- Review to look at 460,000 tonnes of operating capacity
- Considering permanent shutdowns and other options
- Weak aluminum prices have weighed on Alcoa
Alcoa Inc said on Wednesday it could shut down as much as another 11 percent of its aluminum smelting capacity, targeting higher-cost facilities amid weak prices.
The company, which already has 568,000 tonnes, or 13 percent, of its annual smelting capacity sitting idle, said it will review 460,000 tonnes of operating capacity for curtailment over the next 15 months.
"Because of persistent weakness in global aluminum prices, we need to review every option to maintain Alcoa's competitiveness," said Chris Ayers, president of global primary products at Alcoa, in a statement.
Stubbornly low aluminum prices, due to a global surplus and concerns about lackluster demand, have weighed on Alcoa's business of mining bauxite, refining it into alumina and smelting alumina to produce aluminum, prompting production cuts and shutdowns.
In April 2012, the company said it would cut alumina production by 390,000 tonnes. That followed a January announcement that it would close or curtail 531,000 tonnes of annual smelting capacity.
Even so, operations are ramping up at Ma'aden, the $10.8 billion, 740,000 tonne per year smelter run by a joint venture between Alcoa and Saudi Arabian Mining Co.
In recent quarters, better financial results have come from Alcoa's engineered products segment, which makes wheels, aircraft parts and other goods, and some have speculated that it could offload raw material assets.
In an interview with cable channel CNBC in April, Chief Executive Klaus Kleinfeld declined to rule that out: "This is not the time to speculate," he said.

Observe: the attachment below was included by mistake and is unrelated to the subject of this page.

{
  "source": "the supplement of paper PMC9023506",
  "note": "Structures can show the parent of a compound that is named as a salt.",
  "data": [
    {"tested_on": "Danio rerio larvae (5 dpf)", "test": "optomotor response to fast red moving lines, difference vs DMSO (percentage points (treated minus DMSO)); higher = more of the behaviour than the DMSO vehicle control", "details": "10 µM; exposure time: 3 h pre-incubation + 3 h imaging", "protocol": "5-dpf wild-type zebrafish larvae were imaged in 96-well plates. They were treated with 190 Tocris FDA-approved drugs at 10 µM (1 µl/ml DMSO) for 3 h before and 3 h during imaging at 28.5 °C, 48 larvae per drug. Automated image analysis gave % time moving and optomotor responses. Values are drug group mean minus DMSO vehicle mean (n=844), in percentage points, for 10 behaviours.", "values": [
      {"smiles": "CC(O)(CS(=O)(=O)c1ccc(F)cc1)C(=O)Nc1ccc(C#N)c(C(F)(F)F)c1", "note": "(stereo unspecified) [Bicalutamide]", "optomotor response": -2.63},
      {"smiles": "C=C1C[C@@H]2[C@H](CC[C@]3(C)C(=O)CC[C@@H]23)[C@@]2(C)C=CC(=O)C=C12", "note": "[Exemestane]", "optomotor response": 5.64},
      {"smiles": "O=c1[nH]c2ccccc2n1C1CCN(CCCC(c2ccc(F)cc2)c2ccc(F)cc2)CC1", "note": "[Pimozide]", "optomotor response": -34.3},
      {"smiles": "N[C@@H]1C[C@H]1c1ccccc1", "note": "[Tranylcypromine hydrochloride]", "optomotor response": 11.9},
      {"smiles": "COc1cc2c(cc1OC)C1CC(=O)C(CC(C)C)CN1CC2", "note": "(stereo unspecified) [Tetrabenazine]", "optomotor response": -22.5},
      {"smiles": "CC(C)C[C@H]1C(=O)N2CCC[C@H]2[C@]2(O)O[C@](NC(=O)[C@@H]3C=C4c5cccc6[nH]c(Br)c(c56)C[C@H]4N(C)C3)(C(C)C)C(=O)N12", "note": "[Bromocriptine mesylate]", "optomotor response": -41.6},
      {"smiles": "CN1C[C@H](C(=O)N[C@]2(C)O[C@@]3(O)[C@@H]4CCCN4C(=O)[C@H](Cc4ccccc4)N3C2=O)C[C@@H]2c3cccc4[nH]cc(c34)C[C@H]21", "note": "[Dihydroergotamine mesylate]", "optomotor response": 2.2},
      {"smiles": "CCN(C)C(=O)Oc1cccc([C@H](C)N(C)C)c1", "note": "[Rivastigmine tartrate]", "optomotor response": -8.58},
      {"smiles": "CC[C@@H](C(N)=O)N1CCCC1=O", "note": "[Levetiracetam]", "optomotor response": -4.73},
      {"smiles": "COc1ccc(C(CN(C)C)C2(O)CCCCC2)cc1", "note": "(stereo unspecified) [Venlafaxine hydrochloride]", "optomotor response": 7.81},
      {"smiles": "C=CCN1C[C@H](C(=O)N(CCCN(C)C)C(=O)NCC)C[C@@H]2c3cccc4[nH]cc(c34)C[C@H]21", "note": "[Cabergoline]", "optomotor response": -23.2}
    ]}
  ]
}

Alcoa said it would consider everything from halting plant refurbishments to permanent shutdowns, and also review its alumina refining operations "to reflect any curtailments in smelting as well as prevailing market conditions."
Analysts had been expecting further cuts to worldwide aluminum production, as millions of tonnes of global capacity are losing money thanks to high production costs and low metals prices.
"I'm not surprised, but what we need is to see the Chinese cut back. Alcoa can't do it all on its own," said Ed Meir, metals analyst at futures brokerage INTL FCStone.
To be sure, aluminum producers have been sheltered somewhat by record high physical premiums, which are paid over the benchmark London Metal Exchange cash price to secure physical aluminum for delivery. In the United States, premiums are above 11 cents per pound, which equates to $242 per tonne.
But in a recent Reuters poll, analysts forecast an aluminum surplus of 782,250 tonnes this year, widening to 896,000 tonnes next year.
In March, United Company Rusal PLC, the world's largest aluminum producer, announced plans to shrink output for at least three years to curb market oversupply.
POWER COSTS IN FOCUS
As well as looking at costs, Alcoa's review will focus on plants that face long-term risks related to power costs and regulatory uncertainty, the company said.
European plants are likely more vulnerable to any cutbacks than in the United States as the boom in U.S. shale gas production has helped to lower the price of energy, which accounts for a third of aluminum production costs.
LME aluminum prices did not react to the news. Three-month prices were down 2.4 percent at $1,825 at 2:05 p.m. EDT (1805 GMT), in line with a broad-based decline in commodities that followed disappointing Chinese data.
Alcoa's shares were little changed, down 0.2 percent at $8.48 on the New York Stock Exchange.
Link to article